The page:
At the start of 1996, he then learnt the role fully from Adam; they had a very good relationship, and still do.  Will was eighteen, and as a recent graduate of the Royal Ballet School, he felt very much the excitement of learning this big role from Adam, who was still then a principal of the Royal Ballet, and who had received great acclaim for his performance in
Swan Lake.  Will also recognized Adam's generosity and practical good sense; but, even at that age, he found it natural to start doing things his own. way.  By the time he did his first performance, during the British tour in spring, 1996, he seemed to have worked out for himself how he wanted to do it and what he wanted to bring out in it. Obviously, the differences in their techniques and in their styles of dancing make the role feel different anyway; but there were individual inflections and strokes of interpretation in Will which I found very impressive; it never felt like a copycat performance.  We didn't change anything choreographically at all for him; he worked within the existing framework of the role.
AM: Can you say what the difference in quality and movement was?

MB: Adam is more over-powering and more dominant and has a much more powerful presence than Will does overall.  His dancing has more strength and power and, therefore, seems to dominate the Prince much more easily, much more casually.  Just by his presence, he can dominate the whole stage; and he actually looks much taller on stage than he is.  When he walks on, in both Acts Two and Three, he looks enormous - and yet off stage he's the same height as me - not even six foot.  I don't understand that at all. 

Will, by contrast, is slight and boyish, a very different presence.  He's only half an inch shorter than Adam, but that's not how it feels on stage.  His presence is something he has to work at.  His style is more gentle and fluid, and his intensity is something he worked on - whereas Adam's is natural.  Adam has an incredible sexual magnetism for people, because it appears that he's not trying very hard - and probably he isn't - in terms of projecting the image that he does.  What Will has is a quite different kind of mystery.  It is perhaps a different kind of erotic appeal, but Will's is projected  with greater innocence and a certain spiritual quality that's really remarkable.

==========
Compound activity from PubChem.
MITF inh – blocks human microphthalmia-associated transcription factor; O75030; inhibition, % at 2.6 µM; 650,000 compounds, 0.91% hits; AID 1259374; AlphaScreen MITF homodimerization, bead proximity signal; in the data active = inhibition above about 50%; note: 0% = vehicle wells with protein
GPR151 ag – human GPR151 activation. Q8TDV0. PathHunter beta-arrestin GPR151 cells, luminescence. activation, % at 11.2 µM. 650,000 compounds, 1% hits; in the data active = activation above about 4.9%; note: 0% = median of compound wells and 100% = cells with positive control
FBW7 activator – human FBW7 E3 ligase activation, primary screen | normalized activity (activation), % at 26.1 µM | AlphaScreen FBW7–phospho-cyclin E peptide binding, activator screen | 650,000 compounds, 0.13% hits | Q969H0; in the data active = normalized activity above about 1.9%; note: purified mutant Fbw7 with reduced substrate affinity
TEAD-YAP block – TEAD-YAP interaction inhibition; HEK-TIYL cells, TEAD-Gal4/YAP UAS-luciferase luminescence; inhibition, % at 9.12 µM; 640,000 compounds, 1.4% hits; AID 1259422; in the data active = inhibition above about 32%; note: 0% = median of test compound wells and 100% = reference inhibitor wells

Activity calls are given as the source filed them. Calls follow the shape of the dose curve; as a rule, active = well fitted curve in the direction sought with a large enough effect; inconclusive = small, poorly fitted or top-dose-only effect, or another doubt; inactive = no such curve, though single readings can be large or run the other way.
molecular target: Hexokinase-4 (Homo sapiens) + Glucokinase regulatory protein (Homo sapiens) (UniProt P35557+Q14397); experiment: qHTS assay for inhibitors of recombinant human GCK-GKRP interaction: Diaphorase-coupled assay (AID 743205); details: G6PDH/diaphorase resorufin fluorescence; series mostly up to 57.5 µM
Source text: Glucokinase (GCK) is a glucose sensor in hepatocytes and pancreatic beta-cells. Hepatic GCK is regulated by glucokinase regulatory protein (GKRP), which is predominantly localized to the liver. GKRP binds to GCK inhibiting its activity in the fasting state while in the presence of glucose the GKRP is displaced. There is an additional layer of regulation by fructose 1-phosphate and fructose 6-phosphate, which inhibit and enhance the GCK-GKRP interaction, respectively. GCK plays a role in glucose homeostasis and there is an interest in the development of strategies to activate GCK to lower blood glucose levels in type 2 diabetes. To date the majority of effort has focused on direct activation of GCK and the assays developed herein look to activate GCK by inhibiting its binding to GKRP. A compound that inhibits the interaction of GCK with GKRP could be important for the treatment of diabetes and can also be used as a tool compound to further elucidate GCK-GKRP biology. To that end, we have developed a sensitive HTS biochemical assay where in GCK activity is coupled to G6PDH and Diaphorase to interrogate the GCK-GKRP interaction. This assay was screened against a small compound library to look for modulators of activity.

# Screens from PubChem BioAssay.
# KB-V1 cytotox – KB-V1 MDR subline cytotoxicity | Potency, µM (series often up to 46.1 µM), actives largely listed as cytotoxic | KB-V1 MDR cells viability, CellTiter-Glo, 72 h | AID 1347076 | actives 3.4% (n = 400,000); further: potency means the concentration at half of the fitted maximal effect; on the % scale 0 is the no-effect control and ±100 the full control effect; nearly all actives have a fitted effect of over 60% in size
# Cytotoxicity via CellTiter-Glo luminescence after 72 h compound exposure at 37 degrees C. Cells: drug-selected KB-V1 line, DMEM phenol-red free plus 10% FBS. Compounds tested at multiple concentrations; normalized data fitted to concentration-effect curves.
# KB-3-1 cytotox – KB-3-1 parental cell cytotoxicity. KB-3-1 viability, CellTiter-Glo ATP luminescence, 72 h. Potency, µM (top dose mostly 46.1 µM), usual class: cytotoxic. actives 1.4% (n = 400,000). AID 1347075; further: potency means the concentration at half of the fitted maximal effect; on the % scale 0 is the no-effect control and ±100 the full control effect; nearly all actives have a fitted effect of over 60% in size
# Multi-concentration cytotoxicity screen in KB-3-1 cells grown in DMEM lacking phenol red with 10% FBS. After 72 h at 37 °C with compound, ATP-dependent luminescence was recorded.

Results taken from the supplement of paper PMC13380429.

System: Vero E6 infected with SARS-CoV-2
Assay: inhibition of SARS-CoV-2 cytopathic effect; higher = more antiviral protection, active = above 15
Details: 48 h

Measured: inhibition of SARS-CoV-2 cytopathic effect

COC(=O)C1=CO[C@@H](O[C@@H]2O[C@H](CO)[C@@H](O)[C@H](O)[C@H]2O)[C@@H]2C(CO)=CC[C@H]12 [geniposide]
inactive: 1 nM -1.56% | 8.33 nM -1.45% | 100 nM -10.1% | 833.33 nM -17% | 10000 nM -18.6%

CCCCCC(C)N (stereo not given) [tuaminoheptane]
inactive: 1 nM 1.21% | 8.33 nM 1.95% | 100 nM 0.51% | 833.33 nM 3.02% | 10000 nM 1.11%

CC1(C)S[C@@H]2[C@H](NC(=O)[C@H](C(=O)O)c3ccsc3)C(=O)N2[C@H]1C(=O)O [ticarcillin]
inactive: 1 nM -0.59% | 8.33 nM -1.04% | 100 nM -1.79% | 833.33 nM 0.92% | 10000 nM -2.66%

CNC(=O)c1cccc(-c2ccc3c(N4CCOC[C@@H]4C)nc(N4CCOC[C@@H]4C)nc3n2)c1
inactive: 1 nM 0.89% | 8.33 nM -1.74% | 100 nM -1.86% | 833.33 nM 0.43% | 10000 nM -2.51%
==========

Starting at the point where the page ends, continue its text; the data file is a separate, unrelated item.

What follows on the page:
AM: At what point did you give your dancers things to research?

MB: Quite early on.  They would know their role, or their line-up of roles, and I gave them different things to study or watch.  Fiona Chadwick went away and read some books about the Queen and said, 'I'm more Princess Margaret - Princess Margaret as she would have been if she had become Queen.'  Since Princess Margaret is patron of the Royal Ballet, she had probably met her many times, and Fiona requested the tumbler for the gin, or whatever it is she drinks - not an elegant glass, but a tumbler like the Princess's .  Saranne - who played the Italian princess - I sent away to watch Anita Ekberg in  La Dolce Vita.  I said, 'I want that business of kicking the shoes off - an Italian woman getting up on a table and getting a bit of sexual energy going - that sort of a feel.'  So she went away and watched that.  The Princess of Monaco (Kirsty Tapp) went away and watched a documentary on Grace Kelly.  In the Soho scene, Will Kemp was the Pop Idol.  Because it was British retro, I asked him to play Cliff Richard.  That foxed him; he would rather have been Elvis Presley.  He enjoyed playing the Italian Princess's lover in Act Three, because he had been having a relationship with an Italian girl in the Royal Ballet and had visited Italy, so he knew the way of life and enjoyed the Mediterranean jealousy of the character.  Each had their thing. Maxine Fone, who was going to be the ballerina in the little Moth Ballet, watched the oldest choreography we could find on video.

AM: One of the four big swans in your original rehearsals was Will Kemp.  Within two or three months, you had him dancing the Swan.  Was he the only dancer in the original company - apart from Adam Cooper and Fiona Chadwick - to emerge from ballet school?

MB: Yes, and he was the only Royal Ballet School product to audition, too.  At that point, we couldn't get anyone from the ballet world at all.  It certainly wasn't considered a viable option at that point for anyone at the Royal Ballet School.  It was entirely Will's initiative that led him to audition for us; he was still just seventeen.  Since then, we have had many trained ballet students and many professional ballet dancers audition for us, probably owing to his example; but a high proportion of them aren't right for us.  They're too 'ballet' - too precious and refined - they don't use their torsos enough, or their weight.   Those we take into the company tend to be the exceptions in those respects. As a dancer, Will fitted right in from the first.